As TV Drug Ads Increase, So Do Concerns

Experts question commercials' value to patients and health-care system overall

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By Dennis Thompson
HealthDay Reporter

SUNDAY, Oct. 4 (HealthDay News) -- You can't channel surf at all these days without stumbling across drug advertisements featuring happy people, sunny days, vague descriptions and a quickly mumbled list of side effects.

If you think you're seeing more of these ads than ever before, you're right.

The amount of money spent by pharmaceutical companies on direct-to-consumer advertising more than tripled between 1997 and 2005, growing from $1.3 billion to $4.2 billion since restrictions governing drug ads were relaxed by the U.S. Food and Drug Administration, according to the California Public Interest Research Group, a public advocacy group nicknamed CalPIRG.

Only the United States and New Zealand allow pharmaceutical companies to advertise their medications directly to consumers, according to the FDA.

Doctors and patient advocates say the companies are getting good returns on their investment. Spending on prescription drugs has grown faster than any other type of health-care spending in the United States. "If you just look at the number of prescriptions issued since restrictions have lifted, they've definitely gone up," said Michael Russo, a health-care advocate for CalPIRG.

However, there is concern in the medical community that the drug ads could be damaging to both patients and the health-care system.

"I think the advertisements can serve a useful purpose by making people aware of products available to them," said Dominick L. Frosch, an assistant professor of medicine at the University of California, Los Angeles. "We want people to make informed decisions so they understand the specific risks and benefits of following a certain treatment.

"But the benefit information in these ads is often described in vague, general and emotionally driven terms, and the risk information also is not presented in a very helpful way," Frosch said. "The current format of the ads doesn't do a very good job of making sure patients are well-informed."

Concerns about drug ads focus on several issues:

  • Do they prompt patients to ask for the wrong treatment? "The side effects get read out very quickly," Russo said. "The ads also can give a very misleading idea of what the benefit of the drug is." People could be asking for drugs from a doctor without having a solid understanding of what they could gain or lose by taking the medication.
  • Do the ads lead to overprescribing? Patients come in asking for a medication they saw on television, and many doctors will probably go along with the requests rather than argue with their patients, Frosch said. "Doctors and patients don't have a lot of time. About 15 minutes these days," he said. "If a patient asks for a product and the doctor thinks it's not an appropriate product, it could take some time for a patient to be dissuaded."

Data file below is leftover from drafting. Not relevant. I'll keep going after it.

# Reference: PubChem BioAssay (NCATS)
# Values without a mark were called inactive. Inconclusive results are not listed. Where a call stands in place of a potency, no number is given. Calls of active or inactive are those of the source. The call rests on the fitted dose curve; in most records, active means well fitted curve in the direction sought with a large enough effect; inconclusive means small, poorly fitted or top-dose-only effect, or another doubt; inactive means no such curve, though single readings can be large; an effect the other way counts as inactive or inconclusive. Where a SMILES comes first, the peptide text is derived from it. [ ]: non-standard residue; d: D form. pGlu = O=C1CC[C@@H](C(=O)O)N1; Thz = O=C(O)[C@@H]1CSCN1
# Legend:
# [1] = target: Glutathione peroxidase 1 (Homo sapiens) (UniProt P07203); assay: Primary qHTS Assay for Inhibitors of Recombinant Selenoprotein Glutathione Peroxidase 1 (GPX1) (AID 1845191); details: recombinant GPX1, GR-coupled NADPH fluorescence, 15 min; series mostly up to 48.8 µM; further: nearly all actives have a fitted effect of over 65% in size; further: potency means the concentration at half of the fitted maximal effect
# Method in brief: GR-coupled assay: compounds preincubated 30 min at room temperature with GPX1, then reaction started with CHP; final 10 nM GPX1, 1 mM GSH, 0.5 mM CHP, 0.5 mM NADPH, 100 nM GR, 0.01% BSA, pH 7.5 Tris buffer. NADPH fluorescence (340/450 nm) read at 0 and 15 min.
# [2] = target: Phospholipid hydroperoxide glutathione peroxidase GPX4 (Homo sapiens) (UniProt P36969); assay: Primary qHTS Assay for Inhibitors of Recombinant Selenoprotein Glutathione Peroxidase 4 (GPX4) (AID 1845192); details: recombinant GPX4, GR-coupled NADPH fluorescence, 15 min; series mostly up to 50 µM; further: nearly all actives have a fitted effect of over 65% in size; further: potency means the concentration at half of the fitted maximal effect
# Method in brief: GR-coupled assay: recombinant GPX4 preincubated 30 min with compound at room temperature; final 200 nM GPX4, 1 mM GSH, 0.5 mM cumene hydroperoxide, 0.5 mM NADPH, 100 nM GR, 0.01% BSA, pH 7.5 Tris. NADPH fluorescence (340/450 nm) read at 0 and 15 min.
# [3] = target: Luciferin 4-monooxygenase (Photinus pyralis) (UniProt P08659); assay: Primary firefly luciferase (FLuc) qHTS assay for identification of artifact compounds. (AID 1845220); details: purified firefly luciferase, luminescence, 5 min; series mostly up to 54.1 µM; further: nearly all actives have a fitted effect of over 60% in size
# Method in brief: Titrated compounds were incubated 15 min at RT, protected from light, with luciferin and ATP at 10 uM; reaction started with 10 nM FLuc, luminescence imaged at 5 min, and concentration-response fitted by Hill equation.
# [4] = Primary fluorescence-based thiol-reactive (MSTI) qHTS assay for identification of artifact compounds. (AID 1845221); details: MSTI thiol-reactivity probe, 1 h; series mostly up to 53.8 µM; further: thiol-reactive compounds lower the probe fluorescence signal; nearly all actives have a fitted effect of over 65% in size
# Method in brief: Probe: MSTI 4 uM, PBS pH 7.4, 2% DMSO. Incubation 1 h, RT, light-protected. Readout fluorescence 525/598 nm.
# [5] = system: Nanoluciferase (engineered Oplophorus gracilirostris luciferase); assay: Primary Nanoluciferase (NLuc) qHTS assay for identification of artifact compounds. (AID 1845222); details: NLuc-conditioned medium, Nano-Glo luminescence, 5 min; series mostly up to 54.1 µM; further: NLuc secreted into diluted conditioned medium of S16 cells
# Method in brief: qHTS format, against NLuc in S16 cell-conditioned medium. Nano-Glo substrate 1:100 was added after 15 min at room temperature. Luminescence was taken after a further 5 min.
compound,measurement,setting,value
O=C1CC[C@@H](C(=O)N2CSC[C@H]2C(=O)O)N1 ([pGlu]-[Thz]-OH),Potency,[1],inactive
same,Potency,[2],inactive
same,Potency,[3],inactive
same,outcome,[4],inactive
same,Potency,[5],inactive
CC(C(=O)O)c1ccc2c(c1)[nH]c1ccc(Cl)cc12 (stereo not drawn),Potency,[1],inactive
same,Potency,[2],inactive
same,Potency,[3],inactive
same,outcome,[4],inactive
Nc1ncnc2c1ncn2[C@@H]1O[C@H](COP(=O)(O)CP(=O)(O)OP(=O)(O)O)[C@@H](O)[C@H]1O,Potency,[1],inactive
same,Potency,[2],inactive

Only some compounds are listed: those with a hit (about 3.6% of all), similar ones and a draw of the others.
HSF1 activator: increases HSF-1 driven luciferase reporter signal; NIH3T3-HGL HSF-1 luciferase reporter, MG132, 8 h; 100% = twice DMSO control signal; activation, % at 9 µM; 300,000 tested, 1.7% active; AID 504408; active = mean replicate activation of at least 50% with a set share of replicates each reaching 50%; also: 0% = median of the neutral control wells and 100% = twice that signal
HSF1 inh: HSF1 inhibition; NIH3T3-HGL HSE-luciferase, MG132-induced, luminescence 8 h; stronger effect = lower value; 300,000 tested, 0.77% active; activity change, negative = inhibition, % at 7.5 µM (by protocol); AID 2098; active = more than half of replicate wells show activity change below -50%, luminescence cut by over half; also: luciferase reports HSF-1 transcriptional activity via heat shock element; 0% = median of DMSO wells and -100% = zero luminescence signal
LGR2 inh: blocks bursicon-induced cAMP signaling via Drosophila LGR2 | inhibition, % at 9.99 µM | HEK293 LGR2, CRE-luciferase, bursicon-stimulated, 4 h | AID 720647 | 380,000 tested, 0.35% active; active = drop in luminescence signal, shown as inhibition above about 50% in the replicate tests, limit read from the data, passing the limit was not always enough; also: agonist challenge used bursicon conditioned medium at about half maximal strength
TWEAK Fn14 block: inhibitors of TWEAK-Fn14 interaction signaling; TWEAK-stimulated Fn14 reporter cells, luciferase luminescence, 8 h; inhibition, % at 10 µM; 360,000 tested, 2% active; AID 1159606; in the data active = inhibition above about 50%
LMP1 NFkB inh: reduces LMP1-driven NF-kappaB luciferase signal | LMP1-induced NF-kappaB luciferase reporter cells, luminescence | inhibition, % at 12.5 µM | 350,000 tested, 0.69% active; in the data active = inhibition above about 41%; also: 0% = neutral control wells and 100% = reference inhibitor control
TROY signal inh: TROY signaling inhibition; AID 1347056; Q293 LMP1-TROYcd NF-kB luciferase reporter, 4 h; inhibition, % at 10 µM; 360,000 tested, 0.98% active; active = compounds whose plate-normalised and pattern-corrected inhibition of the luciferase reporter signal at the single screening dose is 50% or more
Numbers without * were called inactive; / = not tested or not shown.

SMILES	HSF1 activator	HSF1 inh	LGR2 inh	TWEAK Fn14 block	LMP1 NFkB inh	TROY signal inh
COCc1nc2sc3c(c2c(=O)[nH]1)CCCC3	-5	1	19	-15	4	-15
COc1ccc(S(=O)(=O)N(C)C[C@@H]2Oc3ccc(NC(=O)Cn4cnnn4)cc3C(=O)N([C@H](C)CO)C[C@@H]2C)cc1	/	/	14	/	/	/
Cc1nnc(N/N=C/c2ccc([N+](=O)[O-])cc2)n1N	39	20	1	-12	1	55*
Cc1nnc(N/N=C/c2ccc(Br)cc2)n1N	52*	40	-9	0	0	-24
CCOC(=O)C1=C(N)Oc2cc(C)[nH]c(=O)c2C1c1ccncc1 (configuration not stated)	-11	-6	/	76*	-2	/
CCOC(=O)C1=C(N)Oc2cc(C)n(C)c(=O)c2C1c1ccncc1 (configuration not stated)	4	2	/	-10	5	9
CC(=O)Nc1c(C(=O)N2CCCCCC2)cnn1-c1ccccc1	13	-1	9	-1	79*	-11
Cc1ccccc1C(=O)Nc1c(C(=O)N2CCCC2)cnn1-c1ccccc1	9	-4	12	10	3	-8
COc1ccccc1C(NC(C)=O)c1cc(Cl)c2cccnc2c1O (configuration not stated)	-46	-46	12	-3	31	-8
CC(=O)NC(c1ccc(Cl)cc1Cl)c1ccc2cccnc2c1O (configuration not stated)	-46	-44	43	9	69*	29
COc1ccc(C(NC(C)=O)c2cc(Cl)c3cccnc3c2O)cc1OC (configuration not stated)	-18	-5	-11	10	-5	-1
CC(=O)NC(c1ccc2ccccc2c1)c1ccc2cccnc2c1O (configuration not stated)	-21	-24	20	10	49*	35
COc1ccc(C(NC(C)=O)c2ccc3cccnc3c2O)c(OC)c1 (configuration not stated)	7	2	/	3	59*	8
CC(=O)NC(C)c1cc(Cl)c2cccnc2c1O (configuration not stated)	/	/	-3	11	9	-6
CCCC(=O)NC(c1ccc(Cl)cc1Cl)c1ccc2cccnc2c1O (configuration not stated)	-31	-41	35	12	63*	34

• Do the ads increase medical costs and patient risks? Experts say this could happen because the ads generally promote newer, more expensive and less-tested drugs over tried-and-true medications. Pharmaceutical companies spend their advertising money marketing drugs that are just hitting the market, and people are more likely to ask for those new medications than allow their doctor to provide them with an older, more established drug that could be just as effective, Russo said. This increases medical costs because the newer drugs are more expensive, and patients are at greater risk because newer drugs have not been "road-tested," he said.

As an example, Russo cited Vioxx, a pain medication that was heavily marketed by its maker but later yanked off shelves when it became apparent the drug increased the risk of heart attack in some people.

"The fact that it was so heavily marketed magnified its ultimate damage," Russo said.

Frosch provided a basic prescription for improving the ads and making them more helpful to consumers: Clearly describe who the drug will help and provide accurate and unemotional information about its benefits and risks.

"When you watch the ads now and you hear the risk information, you often see imagery of people being happy and doing nice things while the information is telling you about some not-so-nice things that could happen," Frosch said.